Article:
I'm not sure if you are being sarcastic or not... That's a terrible way to create passwords: the character replacements are easy to guess and the method is so common that they are going to be included in the dictionary.
The point of using dictionary words in pass phrases is to think of them as letters of a password. A password with 8 random letters is much more secure than a random 8 letter word. Similarly 8 random words are much more secure than a random phrase with 8 words.
The issue here is more of morality: while they didn't actually scam anyone per se, as a direct result of their actions, thousands of legitimate concert-goers had to pay more for their tickets than they should have needed to. In other words, they were sneaky and manipulated all these people into paying them more $.
The underlying problem is that the original ticket price is too low: if they were sold at fair market price, there would be no opportunity for scalping. The reason of course is that the point of concerts is more to promote the sale of cds and such, not so much making money directly. It would not be good pr to only play for the rich.
the only reason someone would describe themselves like in the essay in the article is to appear smart, driven and ambitious; in essence gaming the system. The simpler the indirect measurements are, the harder they are to subvert.
Yes, that's the reason for doing it. What's important is the ability to do it.
The ability to communicate is important, sure, but is writing a fancy, bogus essay about how motivated you are really the best way to measure it?
I think it's important to show the ability to communicate with non-engineers, because in engineering how well we do that is going to be a major factor in our success. I think expecting somebody to show ability to communicate with non-engineers on technical matters would be setting the bar too high.
So writing about technical matters is too hard, so we should have the students write about their feelings and ambitions instead?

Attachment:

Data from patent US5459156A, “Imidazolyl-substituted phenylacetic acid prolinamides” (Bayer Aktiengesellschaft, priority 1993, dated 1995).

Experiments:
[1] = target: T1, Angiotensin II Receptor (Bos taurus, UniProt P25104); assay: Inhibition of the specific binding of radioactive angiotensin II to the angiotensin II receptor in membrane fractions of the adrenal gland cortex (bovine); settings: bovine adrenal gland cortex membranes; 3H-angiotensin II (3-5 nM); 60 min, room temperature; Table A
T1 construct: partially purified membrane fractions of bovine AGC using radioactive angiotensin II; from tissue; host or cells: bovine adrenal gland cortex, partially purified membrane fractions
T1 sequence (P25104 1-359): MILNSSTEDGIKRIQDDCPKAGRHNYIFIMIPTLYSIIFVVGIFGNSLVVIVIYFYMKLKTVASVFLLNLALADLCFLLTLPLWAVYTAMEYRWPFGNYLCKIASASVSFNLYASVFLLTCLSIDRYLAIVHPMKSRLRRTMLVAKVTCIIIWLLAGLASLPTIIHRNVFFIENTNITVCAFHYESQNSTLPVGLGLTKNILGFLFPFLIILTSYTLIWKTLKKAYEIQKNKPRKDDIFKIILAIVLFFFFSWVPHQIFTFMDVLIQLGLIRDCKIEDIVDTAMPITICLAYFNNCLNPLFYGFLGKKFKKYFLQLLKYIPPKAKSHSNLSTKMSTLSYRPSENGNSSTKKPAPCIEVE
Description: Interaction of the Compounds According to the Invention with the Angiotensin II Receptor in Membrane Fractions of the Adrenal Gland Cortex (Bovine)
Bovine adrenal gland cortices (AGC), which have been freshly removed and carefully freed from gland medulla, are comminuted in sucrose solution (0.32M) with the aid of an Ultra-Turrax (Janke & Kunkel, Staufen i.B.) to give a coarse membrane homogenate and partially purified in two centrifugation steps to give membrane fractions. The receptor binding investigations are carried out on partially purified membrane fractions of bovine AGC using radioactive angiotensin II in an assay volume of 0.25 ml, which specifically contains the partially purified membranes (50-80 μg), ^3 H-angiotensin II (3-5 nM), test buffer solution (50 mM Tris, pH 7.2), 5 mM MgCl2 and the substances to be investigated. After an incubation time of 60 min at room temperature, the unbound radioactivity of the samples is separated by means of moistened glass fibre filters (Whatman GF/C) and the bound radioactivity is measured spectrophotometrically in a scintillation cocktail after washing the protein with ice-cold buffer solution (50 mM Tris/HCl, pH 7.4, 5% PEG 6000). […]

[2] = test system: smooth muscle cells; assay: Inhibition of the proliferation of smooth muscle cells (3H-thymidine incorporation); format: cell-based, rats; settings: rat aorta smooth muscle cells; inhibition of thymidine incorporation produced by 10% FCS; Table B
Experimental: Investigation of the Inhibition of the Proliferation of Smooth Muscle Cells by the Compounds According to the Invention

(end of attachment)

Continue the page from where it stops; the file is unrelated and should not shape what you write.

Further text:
That usually takes years -- decades -- of experience post-university!
Obviously you wouldn't expect them to do it as well as a seasoned veteran, but being able to quickly learn about a technical matter and explain it in a clear, concise matter to someone without prior knowledge of the subject is exactly the kind of communication they are be expected to perform during the studies.
With a little help anyone can write 500 words of bullshit like the "great" essay in the article.
No they can't. Believe me, they can't. I have to deal with countless engineers who can't string a coherent sentence together. The essay in the article showed a creative approach to the question. The author will almost certainly be a more effective communicator of engineering (and a better advocate for MIT) than somebody who produces a bland essay.
With alot of help then
Subjectivity can be objectively better, but those who major in the sciences and engineering can have difficulty seeing that. The quasi-religious dogma of objectivity has led to countless cases of deterioration in performance (look at the gaming of hospital waiting lists in the UK for example).
Thinking too much like an engineer - you got me. The problem with many subjective measurements is that they can be gamed as well: the only reason someone would describe themselves like in the essay in the article is to appear smart, driven and ambitious; in essence gaming the system. The simpler the indirect measurements are, the harder they are to subvert.
I don't think that just saying they're motivated would have got them far in the MIT essay test. They had to show actual skill in essay writing.
I'm sure they have to show actual skill in essay writing, but is that really the way to measure communication skills in a would-be engineer? I don't think so. The biggest problem from the fairness pov is that these essays can be written with outside help. Maybe have them read an article on an engineering topic on site and summarize the main points. Or have them write a short paper like the ones actually done during the studies.
I'm sure that a post in slashdot isn't going to make them change their policy. Since MIT has now removed the 500 word essay, it seems that it might not be a good way to measure the "drive, ambition, etc.". It seems to me that such an essay helps just as little in determining these important attributes as the xkcd capcha in differentiating humans and computers. With a little help anyone can write 500 words of bullshit like the "great" essay in the article.
I think the most important argument against the use of subjective measurements like these is that they can be used to pervert the selection system.
Here's my sample essay (in 33 words):
My dad is the CEO of Big Corp and is willing to donate millions to the university I'll be attending. So you see that I'm a very good candidate for MIT.
I agree that skills other than pure math are important for success in a top engineering school; test for those, but don't put people ahead of others because the say they're motivated.
PL/I -- "the fatal disease" -- belongs more to the problem set than to the solution set. -- Edsger W. Dijkstra, SIGPLAN Notices, Volume 17, Number 5